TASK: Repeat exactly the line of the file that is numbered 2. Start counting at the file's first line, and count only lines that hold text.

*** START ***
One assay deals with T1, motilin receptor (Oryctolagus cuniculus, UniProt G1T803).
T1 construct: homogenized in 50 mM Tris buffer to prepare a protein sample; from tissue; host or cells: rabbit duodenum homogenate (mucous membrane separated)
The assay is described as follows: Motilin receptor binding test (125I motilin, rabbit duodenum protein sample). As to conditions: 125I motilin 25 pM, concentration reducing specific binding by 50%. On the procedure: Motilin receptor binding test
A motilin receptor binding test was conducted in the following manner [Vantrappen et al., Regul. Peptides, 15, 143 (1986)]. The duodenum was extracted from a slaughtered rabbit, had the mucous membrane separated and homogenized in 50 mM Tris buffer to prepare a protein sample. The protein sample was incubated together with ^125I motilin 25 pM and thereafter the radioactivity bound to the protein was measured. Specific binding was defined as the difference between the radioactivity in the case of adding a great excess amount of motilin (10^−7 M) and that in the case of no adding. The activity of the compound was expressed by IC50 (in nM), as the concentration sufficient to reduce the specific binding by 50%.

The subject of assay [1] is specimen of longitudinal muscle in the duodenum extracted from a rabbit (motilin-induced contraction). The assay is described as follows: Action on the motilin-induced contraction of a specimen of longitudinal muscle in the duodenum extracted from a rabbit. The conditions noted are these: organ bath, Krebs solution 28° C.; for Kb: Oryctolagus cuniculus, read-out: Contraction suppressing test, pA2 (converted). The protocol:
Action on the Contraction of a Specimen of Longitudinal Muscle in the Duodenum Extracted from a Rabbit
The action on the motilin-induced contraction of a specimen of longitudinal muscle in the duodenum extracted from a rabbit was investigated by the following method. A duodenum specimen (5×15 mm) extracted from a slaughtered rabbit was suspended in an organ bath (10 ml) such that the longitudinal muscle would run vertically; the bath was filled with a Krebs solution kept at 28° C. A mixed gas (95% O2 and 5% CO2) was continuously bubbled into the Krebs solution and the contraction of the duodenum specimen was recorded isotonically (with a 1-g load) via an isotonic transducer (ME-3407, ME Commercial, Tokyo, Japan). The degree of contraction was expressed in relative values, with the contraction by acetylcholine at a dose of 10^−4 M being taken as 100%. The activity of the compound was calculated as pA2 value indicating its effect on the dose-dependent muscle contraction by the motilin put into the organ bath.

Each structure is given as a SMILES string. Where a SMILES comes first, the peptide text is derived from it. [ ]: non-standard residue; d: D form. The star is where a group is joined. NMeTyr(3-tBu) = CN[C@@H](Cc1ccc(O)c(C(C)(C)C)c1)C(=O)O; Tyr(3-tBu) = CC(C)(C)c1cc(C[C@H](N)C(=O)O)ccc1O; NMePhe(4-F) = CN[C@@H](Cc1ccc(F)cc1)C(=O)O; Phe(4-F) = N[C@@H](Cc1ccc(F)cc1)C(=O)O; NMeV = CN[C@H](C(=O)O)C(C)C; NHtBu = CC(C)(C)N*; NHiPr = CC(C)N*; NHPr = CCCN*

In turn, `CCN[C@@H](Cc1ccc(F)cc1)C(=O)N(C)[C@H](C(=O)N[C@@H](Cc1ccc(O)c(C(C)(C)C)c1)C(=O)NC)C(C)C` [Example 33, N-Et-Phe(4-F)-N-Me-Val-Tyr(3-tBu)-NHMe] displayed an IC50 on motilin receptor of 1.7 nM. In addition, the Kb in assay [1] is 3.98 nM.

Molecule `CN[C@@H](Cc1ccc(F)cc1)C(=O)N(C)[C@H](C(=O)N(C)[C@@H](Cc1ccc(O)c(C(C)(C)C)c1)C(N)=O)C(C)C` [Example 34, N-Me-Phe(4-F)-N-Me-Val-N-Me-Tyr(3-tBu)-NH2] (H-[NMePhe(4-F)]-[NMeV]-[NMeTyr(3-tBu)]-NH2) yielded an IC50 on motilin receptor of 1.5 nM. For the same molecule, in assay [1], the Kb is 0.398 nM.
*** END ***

T1 construct: homogenized in 50 mM Tris buffer to prepare a protein sample; from tissue; host or cells: rabbit duodenum homogenate (mucous membrane separated)